Well, whilst at Colney Lane, I had also found the lady who would later become my wife, and that discovery encouraged me to step further out of my comfort zones and eventually travel to a tiny Red Dot in South-East Asia – a newcomer largely unproven at the time in the sciences: Singapore.

Many thought I was making a poor (and, perhaps, emotionally-driven) choice, because a PhD studied at John Innes was the key to the doors of labs almost anywhere, and I chose somewhere that didn’t really even have doors at the time. Of course, my wife (well, girlfriend at the time) being a visiting student from the National University of Singapore might have tipped the balance somewhat, I guess…

Nonetheless, I relished the idea of proving myself again, in my somewhat egotistic belief that I could help somewhere unknown become known. And, sometimes, a gamble pays off: many that then called me mad, today seek to join my asylum in the Tropics.

At my farewell party, Andy presented me with a somewhat prescient gift – a brief case, and referred to me as “the longest serving non-permanent member of the institute”. To this day, I wonder if that was a complement or a sigh of relief…

Arriving at temporary facilities in Singapore, and helping in the development of a new institute, I continued to expand the toolkit my alma mater had birthed for me, but this growth also gradually pulled me further and further from the bench. I founded and edited an institutional magazine, established staff benefit systems, mentored students at both post-graduate and pre-university levels and, eventually, became a “cursed administrator” full time when I moved from the bench to pure academia – heading a school of life sciences.

As we all know, evolution is an on-going process, if not a consistent one. Mine continued in academia, but further and further from the wet-lab of plants and viruses, and into the wetter one of student minds. I continued my training, obtaining secondary qualifications in psychotherapy and natural medicines, and expanded my interests and networks by, amongst other things, publishing business pieces and even poetry!

Such eclecticism seems to be a hallmark of John Innes alumni – we had opera singers, photographers, cartoonists, dancers, actors, musicians (including a bagpiper who is still at Colney Lane today); and it was both fulfilling and illuminating to see such clear evidence that biology truly is a discipline of and for art and science in arguably equal measure!

Today, having been the bench geek and the unusual academic nerd – variously heading a life sciences school, a magazine and a student development team – I have ventured out on my own gamble as an independent consultant working with industries as diverse as commercial research organisations, recruiters, governments, schools, fuel companies and even restaurants.

I had always felt that, having “frittered and wasted my time in an offhand way” (to paraphrase Pink Floyd) and doing so poorly in my ‘A’ levels, I had missed any chance to gain access to the Ivory Towers of science. The John Innes Institute showed me that, although an appropriate degree is an admirable key to the main gate, the tradesman’s entrance and windows can work at a pinch and are no less “honourable”. I was given a chance at JII and I had the time of my life proving I deserved it.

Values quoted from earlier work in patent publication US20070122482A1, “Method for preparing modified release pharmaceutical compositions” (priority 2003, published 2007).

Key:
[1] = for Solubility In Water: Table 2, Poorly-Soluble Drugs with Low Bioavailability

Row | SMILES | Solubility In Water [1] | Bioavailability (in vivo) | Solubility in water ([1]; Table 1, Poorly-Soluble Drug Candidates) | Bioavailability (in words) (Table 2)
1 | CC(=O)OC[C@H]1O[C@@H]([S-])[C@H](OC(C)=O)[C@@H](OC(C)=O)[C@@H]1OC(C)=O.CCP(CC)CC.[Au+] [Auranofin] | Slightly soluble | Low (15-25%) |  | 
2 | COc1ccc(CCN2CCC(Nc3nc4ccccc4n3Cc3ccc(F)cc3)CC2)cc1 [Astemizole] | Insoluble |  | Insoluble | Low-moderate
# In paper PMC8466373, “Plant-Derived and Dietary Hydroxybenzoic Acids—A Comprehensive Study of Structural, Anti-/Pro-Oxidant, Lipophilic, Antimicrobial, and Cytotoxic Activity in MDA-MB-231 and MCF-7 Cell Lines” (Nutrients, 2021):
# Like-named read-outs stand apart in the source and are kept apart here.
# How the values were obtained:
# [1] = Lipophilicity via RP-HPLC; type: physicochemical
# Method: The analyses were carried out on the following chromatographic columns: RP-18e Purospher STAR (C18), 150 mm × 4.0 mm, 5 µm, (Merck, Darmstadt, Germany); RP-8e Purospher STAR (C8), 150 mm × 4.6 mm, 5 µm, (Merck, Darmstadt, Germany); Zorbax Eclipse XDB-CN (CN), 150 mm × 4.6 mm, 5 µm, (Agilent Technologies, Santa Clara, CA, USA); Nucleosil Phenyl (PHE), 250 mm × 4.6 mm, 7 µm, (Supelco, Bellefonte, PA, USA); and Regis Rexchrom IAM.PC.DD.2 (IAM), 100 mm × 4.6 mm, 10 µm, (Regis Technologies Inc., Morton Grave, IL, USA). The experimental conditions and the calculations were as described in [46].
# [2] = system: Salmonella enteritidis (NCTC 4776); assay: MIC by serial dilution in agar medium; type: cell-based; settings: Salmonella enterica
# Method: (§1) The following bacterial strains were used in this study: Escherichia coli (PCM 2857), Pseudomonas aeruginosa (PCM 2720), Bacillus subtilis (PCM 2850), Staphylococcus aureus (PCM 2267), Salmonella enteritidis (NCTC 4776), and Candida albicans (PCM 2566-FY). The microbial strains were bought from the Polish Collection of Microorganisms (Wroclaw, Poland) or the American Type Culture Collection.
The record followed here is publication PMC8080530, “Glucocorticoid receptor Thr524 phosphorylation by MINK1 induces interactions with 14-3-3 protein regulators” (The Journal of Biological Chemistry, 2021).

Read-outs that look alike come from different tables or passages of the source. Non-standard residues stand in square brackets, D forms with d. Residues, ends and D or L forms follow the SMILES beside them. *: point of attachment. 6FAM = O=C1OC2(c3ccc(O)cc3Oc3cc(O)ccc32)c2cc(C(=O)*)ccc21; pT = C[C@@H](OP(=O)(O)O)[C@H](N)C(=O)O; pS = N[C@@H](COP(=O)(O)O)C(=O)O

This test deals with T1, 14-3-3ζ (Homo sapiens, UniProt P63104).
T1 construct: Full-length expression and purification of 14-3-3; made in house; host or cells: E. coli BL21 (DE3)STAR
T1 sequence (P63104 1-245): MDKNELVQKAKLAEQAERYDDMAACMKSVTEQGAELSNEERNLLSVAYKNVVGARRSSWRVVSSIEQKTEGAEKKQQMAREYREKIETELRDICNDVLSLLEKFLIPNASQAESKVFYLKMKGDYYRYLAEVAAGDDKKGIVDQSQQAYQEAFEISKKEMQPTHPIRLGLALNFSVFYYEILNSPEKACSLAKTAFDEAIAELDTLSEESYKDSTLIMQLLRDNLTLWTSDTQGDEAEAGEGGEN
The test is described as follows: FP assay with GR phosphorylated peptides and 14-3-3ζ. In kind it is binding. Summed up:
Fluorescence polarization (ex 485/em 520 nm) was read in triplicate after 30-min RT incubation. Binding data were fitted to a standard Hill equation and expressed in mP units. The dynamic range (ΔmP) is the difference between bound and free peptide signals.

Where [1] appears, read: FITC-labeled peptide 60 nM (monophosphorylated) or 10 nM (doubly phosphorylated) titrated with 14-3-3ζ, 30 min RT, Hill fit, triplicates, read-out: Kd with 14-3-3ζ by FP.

From that chance, I coined a motto I try to embed deeply into the minds of all of my mentees:

Accept criticism, complaints and failure. Warmly embrace them. We usually only make progress after we make mistakes – that’s why it’s called “screwing UP!”

Too often students seem to believe that they must follow the worn path: ‘O’ levels to ‘A’ levels to Bachelor’s degree to PhD to postdoc to Group Leader and Professor.

Don’t be fooled!

The path of your life is not a railway line – you can always make course corrections anywhere along the way.

The study of life science can be a “life tool” for anyone regardless of how badly they may have “screwed-up” before and no matter what their aspirations might eventually be. Gird yourself to hard work, lots of fun, and the pure fire-in-the-belly passion to properly acquire new skills and new knowledge, and to suitably apply yourself in everything that you do. Listen to those around you at all levels and in all disciplines, you never know who will best enable you to conduct the symphony of careers your life will inevitably entail.

The experiences, education and training that can be gleaned from a time of youthful exploration will not only provide the keys to many doors, but also the ladders to enable the climb to the top windows. And, the best bit is, the house against which the ladder is leant is but a matter of choice.

The path of your life is not a railway line – you can always make course corrections anywhere along the way. So, never despair and never feel that you are “only” anything. We are defined by more than our careers alone, and there is very little we cannot achieve if we truly make the effort, seek out and openly accept the help we need, and always endeavour to send the elevator back down.

Success comes to those who believe, aspire and make the effort… But, of course, it helps to be given a leg-up at times!

Read part 1 here